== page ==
Funnel clouds were spotted in northern Seneca County and southern Huron County, where in the Willard and Greenwich areas five inches of rain fell in 30 minutes, beginning after 4:30 p.m., authorities said.
Underpasses in the cities flooded seven-feet deep, and more than 20,000 people in Huron County were without power at one time, said Bill Ommert, county emergency management director.
“It's just terrible,” Mr. Ommert said. “It's just another one of Mother Nature's bad little jokes on us.”
Roofing materials from Bowling Green State University's TEchnology Annex litter the ground and adjacent trees.
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The National Weather Service measured 0.3 inch of rain from midnight to 8 p.m. at Toledo Express Airport.
The afternoon storm moved from northwest to southeast across Wood County between 4 and 5 p.m., with trees uprooted and homes damaged in the Williamsburg-on-the-River section in Washington Township.
As it hit Bowling Green, the storm took down trees and power lines. Winds were clocked at more than 100 mph at Wood County Airport on Poe Road, said Eric Larson, county emergency management director.
The damage followed by about 12 hours another in a series of recent damaging storms that have raked northwest Ohio and southeast Michigan. The earlier storm began about 3 a.m. with 45 mph wind gusts, which downed tree limbs and cut power to about 12,000 electric customers in the Toledo area.
The cycle of storms has been caused by a cold front over the Great Lakes meeting warm, humid air moving north. The cycle should break tomorrow or Friday, when a another front arrives, said Paul Pastelok, a senior meteorologist at AccuWeather, Inc., a private forecasting service in State College, Pa.
A motorist navigates around wires and trees on East Wooster Street in Bowling Green.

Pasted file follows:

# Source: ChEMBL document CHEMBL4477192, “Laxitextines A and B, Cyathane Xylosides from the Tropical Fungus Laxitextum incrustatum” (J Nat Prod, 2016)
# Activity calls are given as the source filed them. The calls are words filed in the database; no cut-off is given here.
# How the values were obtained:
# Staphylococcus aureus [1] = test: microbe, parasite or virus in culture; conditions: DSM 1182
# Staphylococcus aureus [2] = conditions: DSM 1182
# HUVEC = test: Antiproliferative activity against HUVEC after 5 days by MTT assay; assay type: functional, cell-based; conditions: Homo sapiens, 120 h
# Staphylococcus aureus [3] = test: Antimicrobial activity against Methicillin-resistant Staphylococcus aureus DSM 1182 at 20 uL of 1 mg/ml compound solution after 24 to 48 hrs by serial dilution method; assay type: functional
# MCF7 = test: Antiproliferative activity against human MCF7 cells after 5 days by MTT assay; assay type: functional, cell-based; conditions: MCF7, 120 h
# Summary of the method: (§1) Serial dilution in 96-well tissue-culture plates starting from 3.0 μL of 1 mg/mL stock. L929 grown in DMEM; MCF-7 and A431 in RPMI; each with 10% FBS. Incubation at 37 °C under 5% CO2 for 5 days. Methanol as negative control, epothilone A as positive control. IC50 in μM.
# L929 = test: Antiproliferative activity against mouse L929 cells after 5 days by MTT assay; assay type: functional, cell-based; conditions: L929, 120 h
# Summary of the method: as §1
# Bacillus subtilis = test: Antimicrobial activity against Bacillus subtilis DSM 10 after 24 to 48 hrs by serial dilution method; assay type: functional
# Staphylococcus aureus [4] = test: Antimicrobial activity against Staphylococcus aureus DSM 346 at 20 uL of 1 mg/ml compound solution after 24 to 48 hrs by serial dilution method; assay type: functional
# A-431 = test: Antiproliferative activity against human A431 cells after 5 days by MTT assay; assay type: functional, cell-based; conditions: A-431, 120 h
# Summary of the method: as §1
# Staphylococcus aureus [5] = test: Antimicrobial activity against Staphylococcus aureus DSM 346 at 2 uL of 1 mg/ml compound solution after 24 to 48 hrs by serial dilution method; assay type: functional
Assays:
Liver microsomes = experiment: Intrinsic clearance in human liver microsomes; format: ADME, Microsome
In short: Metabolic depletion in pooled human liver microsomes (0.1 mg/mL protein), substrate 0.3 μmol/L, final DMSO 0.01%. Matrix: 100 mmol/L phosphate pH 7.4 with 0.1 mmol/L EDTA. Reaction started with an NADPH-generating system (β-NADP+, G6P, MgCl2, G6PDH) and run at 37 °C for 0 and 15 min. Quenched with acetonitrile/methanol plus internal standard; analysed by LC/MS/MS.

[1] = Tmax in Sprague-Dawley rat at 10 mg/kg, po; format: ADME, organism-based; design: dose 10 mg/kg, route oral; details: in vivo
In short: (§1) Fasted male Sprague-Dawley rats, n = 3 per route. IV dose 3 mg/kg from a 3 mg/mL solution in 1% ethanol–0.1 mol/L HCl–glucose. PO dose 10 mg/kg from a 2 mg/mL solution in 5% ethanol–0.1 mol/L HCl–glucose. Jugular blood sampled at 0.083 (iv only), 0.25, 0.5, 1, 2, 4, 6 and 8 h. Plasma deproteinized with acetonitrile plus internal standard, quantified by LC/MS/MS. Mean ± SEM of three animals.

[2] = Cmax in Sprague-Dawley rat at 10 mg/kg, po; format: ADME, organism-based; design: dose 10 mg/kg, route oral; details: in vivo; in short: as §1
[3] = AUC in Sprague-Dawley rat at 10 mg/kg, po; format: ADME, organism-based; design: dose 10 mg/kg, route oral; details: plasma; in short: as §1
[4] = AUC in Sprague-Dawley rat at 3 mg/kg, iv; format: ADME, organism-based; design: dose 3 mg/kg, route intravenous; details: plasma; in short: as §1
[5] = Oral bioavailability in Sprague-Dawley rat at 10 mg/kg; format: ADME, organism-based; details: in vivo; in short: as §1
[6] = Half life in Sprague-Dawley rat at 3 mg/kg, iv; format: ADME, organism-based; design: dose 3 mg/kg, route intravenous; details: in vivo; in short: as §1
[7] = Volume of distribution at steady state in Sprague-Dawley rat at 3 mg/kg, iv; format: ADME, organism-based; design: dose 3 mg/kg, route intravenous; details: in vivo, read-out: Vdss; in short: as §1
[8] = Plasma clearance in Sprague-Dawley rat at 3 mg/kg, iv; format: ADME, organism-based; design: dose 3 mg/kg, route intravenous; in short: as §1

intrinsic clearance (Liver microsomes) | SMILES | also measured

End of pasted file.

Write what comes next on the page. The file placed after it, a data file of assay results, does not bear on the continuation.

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BGSU grounds crews and maintenance workers were kept late or called in early to help start cleanup. Trees and broken limbs could be found scattered throughout the 5-million-square-foot campus. Crews and outside contractors concentrated on the several buildings that the ferocious storm tore up.
The worst damage was at the Technology Annex on Poe Road at the airport, said Teri Sharp, a BGSU spokesman. Wind blew the roof from the annex and damaged airplanes. The annex, used to train BGSU aeronautics students, also contains flight-simulation equipment. Crews worked into the evening to replace the roof, she said.
The early morning storms caused power outages across the region. About 500 households scattered across Monroe, Lenawee, and Hillsdale counties lost power. Consumers Energy was able to restore power by midday, but the afternoon thunderstorm produced additional outages, spokesman Kevin Keane said.
Crews are working to restore power to the largest outage areas first, but fallen trees have to be removed before repairs happen, Toledo Edison spokesman Gary Mortus said. “It could be several days before we have everyone restored,” he said.
Lightning crackles through the darkened afternoon sky at Fallen Timber and Russell roads in Monclova Township.
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By early evening, more than 9,000 Toledo Edison customers were without power, but most should have their electricity restored today, Mr. Mortus said.
Last night at the BGSU Field House, the wind seemed to have sucked out part of the building's west wall. Ground crews inspected the campus within the first hour after the storm, said Bryan Benner, associate vice president for administration, who was at the Field House - not to be confused with Anderson Arena - to assess the damage.
Crews found quite a bit of damage as they surveyed the campus. Wind and rain tore sections of the roof from Kobacker Hall and the Moore Musical Arts Center, significantly damaged hangars at the airport, and ripped the top off the press box at the university's track.
“The great news is that nobody got hurt,” Mr. Benner said. The university is in summer session, but plenty of people were on campus, including the incoming class of students attending orientation and registration and others who were at sports camps.
Inside the Moore Musical Arts Center, water cascaded from the roof that had been pulled away from the structure. Puddles collected on the carpet and water soaked the wooden walls and fabric of the 850-seat Kobacker Hall.
University officials expect to have a preliminary damage estimate by late afternoon today, Ms. Sharp said. Classes will continue, including aeronautics classes, which will meet in another building until the annex is repaired.
Blade staff writers Kim Bates, Erica Blake, Christina Hall, Karin Kowalski, Mike Sigov, and Mark Zaborney contributed to this report.
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